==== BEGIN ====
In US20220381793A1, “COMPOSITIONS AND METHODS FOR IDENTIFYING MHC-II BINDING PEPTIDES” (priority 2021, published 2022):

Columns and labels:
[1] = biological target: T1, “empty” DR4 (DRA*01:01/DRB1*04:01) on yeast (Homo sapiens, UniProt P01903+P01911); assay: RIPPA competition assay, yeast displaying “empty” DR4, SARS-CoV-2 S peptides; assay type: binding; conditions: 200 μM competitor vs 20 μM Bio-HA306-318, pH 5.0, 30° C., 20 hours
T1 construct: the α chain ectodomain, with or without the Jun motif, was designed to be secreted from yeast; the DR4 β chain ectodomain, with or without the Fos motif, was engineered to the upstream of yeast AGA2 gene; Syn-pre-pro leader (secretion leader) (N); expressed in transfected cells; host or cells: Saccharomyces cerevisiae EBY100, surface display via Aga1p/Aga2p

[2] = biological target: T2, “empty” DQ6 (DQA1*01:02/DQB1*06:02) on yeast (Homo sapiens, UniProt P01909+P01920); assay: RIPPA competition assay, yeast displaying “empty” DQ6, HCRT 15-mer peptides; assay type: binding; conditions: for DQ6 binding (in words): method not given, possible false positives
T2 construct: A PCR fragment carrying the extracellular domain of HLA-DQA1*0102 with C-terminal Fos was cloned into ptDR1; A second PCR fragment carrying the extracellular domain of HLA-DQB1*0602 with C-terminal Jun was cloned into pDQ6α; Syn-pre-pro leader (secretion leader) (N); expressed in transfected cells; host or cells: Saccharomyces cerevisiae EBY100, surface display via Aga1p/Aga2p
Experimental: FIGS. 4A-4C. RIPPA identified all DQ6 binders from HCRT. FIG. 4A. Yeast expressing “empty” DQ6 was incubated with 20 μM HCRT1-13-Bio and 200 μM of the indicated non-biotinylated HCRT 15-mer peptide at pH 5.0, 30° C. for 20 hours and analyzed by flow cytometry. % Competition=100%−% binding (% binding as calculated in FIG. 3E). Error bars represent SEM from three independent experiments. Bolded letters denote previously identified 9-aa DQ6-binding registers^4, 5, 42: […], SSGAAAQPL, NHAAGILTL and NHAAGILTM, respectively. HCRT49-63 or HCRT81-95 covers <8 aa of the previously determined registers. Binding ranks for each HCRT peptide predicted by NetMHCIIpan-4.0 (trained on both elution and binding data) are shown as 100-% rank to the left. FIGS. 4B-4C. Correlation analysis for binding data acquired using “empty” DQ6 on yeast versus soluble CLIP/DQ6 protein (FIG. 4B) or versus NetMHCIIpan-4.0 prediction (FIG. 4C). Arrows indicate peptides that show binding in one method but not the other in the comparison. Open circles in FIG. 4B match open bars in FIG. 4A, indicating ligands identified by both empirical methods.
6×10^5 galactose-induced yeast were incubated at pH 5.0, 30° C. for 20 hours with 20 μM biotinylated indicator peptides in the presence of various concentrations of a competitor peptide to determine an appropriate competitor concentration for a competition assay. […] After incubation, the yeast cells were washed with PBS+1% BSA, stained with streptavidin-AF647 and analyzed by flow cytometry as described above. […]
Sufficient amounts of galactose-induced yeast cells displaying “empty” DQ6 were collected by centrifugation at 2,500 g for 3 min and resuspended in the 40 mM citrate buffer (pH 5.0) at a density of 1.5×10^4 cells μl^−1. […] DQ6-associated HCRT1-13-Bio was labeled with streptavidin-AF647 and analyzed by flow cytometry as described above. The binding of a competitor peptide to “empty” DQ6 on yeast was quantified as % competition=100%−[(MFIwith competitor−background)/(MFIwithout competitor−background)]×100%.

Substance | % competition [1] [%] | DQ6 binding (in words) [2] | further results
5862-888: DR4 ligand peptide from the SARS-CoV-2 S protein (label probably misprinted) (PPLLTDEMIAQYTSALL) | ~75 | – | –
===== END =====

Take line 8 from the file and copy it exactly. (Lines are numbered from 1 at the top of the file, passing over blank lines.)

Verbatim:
6×10^5 galactose-induced yeast were incubated at pH 5.0, 30° C. for 20 hours with 20 μM biotinylated indicator peptides in the presence of various concentrations of a competitor peptide to determine an appropriate competitor concentration for a competition assay. […] After incubation, the yeast cells were washed with PBS+1% BSA, stained with streptavidin-AF647 and analyzed by flow cytometry as described above. […]